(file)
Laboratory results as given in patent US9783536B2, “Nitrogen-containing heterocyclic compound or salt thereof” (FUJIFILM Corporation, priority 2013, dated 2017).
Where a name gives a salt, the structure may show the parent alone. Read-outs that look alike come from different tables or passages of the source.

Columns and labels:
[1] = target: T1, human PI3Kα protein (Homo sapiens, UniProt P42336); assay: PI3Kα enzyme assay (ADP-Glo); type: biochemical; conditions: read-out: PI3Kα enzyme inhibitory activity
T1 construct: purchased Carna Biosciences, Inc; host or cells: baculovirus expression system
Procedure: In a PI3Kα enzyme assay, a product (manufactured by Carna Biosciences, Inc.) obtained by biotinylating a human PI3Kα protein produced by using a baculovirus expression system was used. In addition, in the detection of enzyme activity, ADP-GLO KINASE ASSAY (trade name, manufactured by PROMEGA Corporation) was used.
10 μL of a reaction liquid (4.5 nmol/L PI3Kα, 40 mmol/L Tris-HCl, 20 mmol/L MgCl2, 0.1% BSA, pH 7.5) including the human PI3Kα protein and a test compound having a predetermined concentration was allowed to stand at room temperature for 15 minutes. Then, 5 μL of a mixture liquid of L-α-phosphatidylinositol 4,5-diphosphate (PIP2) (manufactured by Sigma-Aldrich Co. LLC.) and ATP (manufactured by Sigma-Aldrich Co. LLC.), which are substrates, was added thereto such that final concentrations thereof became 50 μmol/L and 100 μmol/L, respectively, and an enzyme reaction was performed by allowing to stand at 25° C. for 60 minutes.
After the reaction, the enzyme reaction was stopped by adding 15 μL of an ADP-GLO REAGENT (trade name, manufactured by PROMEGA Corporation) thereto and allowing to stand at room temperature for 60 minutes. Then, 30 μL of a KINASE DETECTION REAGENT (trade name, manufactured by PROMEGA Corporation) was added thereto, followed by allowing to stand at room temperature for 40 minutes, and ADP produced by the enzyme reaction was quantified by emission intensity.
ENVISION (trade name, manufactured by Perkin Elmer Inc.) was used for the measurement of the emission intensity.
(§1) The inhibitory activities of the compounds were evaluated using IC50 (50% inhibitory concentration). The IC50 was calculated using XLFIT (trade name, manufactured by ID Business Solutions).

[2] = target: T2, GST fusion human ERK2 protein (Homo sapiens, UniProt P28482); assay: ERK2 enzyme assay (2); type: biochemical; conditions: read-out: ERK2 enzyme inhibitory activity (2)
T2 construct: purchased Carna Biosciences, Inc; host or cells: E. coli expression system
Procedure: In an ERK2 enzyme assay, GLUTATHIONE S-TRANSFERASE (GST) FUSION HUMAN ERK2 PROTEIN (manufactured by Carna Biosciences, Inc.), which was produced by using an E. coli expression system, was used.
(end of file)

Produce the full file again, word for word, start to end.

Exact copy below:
Laboratory results as given in patent US9783536B2, “Nitrogen-containing heterocyclic compound or salt thereof” (FUJIFILM Corporation, priority 2013, dated 2017).
Where a name gives a salt, the structure may show the parent alone. Read-outs that look alike come from different tables or passages of the source.

Columns and labels:
[1] = target: T1, human PI3Kα protein (Homo sapiens, UniProt P42336); assay: PI3Kα enzyme assay (ADP-Glo); type: biochemical; conditions: read-out: PI3Kα enzyme inhibitory activity
T1 construct: purchased Carna Biosciences, Inc; host or cells: baculovirus expression system
Procedure: In a PI3Kα enzyme assay, a product (manufactured by Carna Biosciences, Inc.) obtained by biotinylating a human PI3Kα protein produced by using a baculovirus expression system was used. In addition, in the detection of enzyme activity, ADP-GLO KINASE ASSAY (trade name, manufactured by PROMEGA Corporation) was used.
10 μL of a reaction liquid (4.5 nmol/L PI3Kα, 40 mmol/L Tris-HCl, 20 mmol/L MgCl2, 0.1% BSA, pH 7.5) including the human PI3Kα protein and a test compound having a predetermined concentration was allowed to stand at room temperature for 15 minutes. Then, 5 μL of a mixture liquid of L-α-phosphatidylinositol 4,5-diphosphate (PIP2) (manufactured by Sigma-Aldrich Co. LLC.) and ATP (manufactured by Sigma-Aldrich Co. LLC.), which are substrates, was added thereto such that final concentrations thereof became 50 μmol/L and 100 μmol/L, respectively, and an enzyme reaction was performed by allowing to stand at 25° C. for 60 minutes.
After the reaction, the enzyme reaction was stopped by adding 15 μL of an ADP-GLO REAGENT (trade name, manufactured by PROMEGA Corporation) thereto and allowing to stand at room temperature for 60 minutes. Then, 30 μL of a KINASE DETECTION REAGENT (trade name, manufactured by PROMEGA Corporation) was added thereto, followed by allowing to stand at room temperature for 40 minutes, and ADP produced by the enzyme reaction was quantified by emission intensity.
ENVISION (trade name, manufactured by Perkin Elmer Inc.) was used for the measurement of the emission intensity.
(§1) The inhibitory activities of the compounds were evaluated using IC50 (50% inhibitory concentration). The IC50 was calculated using XLFIT (trade name, manufactured by ID Business Solutions).

[2] = target: T2, GST fusion human ERK2 protein (Homo sapiens, UniProt P28482); assay: ERK2 enzyme assay (2); type: biochemical; conditions: read-out: ERK2 enzyme inhibitory activity (2)
T2 construct: purchased Carna Biosciences, Inc; host or cells: E. coli expression system
Procedure: In an ERK2 enzyme assay, GLUTATHIONE S-TRANSFERASE (GST) FUSION HUMAN ERK2 PROTEIN (manufactured by Carna Biosciences, Inc.), which was produced by using an E. coli expression system, was used.